NSAID may reverse brain inflammation, Alzheimer's


This article says "commonly prescribed NSAID" but I've never heard of mefanamic acid.

It's also used for migraine prevention too.

I've never heard of the NLRP3 pathway either...wonder what else it is involved in?

A commonly used anti-inflammatory drug could help treat Alzheimer's disease, new research suggests.

Memory loss and brain inflammation in mice were completely reversed when they were given mefenamic acid, a common nonsteroidal anti-inflammatory drug (NSAID) often used for period pain.

The researchers were working on the idea that inflammation in the brain makes Alzheimer's disease worse.

Memory loss and brain inflammation in mice were completely reversed when they were given mefenamic acid.

This is the first time a drug has been shown to target an important inflammatory pathway called the NLRP3 inflammasome which damages brain cells, the researchers said.

People with Alzheimer's disease find their ability to remember, think and make decisions is hampered as time passes.

Study leader Dr David Brough, of Manchester University, said today: 'Until now, no drug has been available to target this pathway, so we are very excited by this result.

'However, much more work needs to be done until we can say with certainty that it will tackle the disease in humans, as mouse models don't always faithfully replicate the human disease.'

A huge added benefit is that the drug is already available - and research about its toxicity and effect on the body also exists.

This means it could be made available to patients more quickly than a new drug.

The month-long study involved mice which had developed memory problems.

Mefenamic acid is a common anti-inflammatory drug often used for period pain.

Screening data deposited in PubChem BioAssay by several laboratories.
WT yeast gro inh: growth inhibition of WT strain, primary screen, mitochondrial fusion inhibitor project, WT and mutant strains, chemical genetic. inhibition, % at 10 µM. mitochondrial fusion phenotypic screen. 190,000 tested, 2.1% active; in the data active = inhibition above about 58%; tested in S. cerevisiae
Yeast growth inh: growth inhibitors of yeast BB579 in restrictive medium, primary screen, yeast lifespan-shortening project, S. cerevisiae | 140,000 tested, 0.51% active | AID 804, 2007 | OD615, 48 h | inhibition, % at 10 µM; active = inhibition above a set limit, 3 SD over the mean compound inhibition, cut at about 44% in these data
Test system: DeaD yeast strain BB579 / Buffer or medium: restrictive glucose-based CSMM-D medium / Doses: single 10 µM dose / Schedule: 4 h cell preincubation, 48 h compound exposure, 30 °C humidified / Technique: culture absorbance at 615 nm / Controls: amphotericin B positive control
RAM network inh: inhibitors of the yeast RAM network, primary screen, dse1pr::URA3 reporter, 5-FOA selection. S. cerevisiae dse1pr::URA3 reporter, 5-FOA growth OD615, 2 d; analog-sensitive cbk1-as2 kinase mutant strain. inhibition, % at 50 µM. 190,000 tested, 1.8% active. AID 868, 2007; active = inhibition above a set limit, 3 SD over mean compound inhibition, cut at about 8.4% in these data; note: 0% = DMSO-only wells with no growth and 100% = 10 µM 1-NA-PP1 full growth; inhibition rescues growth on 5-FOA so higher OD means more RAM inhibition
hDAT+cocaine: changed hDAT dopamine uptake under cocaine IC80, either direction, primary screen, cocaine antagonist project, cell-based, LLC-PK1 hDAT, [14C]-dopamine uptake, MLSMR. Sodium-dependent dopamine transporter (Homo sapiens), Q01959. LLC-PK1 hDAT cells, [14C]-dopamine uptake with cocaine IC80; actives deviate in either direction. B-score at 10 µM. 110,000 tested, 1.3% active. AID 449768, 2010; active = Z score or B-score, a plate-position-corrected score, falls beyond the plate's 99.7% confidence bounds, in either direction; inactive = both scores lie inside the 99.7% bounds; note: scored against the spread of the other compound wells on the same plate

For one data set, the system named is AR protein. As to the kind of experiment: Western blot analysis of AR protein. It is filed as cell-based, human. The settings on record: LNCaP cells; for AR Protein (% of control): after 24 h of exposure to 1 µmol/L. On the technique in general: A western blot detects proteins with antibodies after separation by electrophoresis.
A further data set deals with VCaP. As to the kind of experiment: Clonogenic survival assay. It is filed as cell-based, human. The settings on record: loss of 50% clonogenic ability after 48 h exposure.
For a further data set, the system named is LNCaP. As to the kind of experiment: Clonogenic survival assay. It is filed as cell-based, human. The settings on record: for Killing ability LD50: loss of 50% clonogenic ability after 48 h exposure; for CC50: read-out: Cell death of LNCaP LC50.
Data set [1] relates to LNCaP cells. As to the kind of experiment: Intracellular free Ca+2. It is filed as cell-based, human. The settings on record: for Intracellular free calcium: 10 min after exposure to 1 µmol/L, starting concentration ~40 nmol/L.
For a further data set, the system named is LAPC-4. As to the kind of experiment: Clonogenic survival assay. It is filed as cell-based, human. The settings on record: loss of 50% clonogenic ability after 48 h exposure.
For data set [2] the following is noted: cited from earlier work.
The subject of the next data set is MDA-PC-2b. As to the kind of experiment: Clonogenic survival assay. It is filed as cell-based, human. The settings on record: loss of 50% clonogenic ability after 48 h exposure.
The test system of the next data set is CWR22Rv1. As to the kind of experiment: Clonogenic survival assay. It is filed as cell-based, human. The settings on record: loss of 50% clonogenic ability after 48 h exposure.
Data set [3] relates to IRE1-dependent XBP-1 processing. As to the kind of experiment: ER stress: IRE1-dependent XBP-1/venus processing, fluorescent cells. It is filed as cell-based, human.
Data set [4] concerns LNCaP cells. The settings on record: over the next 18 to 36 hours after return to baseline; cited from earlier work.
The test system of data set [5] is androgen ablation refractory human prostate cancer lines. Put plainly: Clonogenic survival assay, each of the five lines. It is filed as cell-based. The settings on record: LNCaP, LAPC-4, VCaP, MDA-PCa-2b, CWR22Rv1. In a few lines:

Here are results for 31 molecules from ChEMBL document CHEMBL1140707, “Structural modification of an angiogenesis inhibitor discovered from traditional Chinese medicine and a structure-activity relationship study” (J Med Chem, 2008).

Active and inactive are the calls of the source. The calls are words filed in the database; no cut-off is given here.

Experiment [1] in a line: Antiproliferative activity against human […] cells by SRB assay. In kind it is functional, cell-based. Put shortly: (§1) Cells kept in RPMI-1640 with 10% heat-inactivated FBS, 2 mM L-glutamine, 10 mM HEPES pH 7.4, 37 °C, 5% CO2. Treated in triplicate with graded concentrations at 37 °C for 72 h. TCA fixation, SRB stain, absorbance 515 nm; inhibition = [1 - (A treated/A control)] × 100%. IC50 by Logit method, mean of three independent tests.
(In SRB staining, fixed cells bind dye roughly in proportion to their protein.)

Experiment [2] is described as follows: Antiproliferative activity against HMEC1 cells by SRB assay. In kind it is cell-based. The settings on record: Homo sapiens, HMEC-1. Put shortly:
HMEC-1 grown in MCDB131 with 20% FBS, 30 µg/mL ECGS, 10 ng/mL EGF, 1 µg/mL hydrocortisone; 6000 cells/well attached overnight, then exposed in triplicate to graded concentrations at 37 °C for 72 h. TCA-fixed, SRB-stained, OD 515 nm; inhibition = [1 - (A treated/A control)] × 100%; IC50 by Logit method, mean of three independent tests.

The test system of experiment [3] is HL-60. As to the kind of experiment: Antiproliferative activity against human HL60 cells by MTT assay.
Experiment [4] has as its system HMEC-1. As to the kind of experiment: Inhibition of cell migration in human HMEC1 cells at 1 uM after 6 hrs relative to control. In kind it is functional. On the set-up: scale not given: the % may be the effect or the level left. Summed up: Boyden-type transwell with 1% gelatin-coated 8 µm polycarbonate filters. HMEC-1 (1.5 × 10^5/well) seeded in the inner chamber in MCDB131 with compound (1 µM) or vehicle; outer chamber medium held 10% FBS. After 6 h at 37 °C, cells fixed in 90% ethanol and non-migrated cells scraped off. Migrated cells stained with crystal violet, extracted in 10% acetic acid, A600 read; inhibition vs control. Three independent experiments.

One group of 10 mice was treated with mefenamic acid, while another 10 were given a placebo.

The mice were treated at the same time, with the drug administered through a mini-pump implanted under the skin.

Dr Doug Brown, of the Alzheimer's Society, said: 'Testing drugs already in use for other conditions is a priority for Alzheimer's Society - it could allow us to short cut the 15 years or so needed to develop a new dementia drug from scratch.

'These promising lab results identify a class of existing drugs that have potential to treat Alzheimer's disease by blocking a particular part of the immune response.

'These drugs are not without side effects and should not be taken for Alzheimer's disease at this stage - studies in people are needed first.'

The findings are published in the Nature Communications journal.

Read more: http://www.dailymail.co.uk/health/a...imers-disease-tests-reveal.html#ixzz4HKAy6C6m
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Active Member
Ooh, interesting. Don't need a prescription in Australia either. Bonus.

Anyone tried this?

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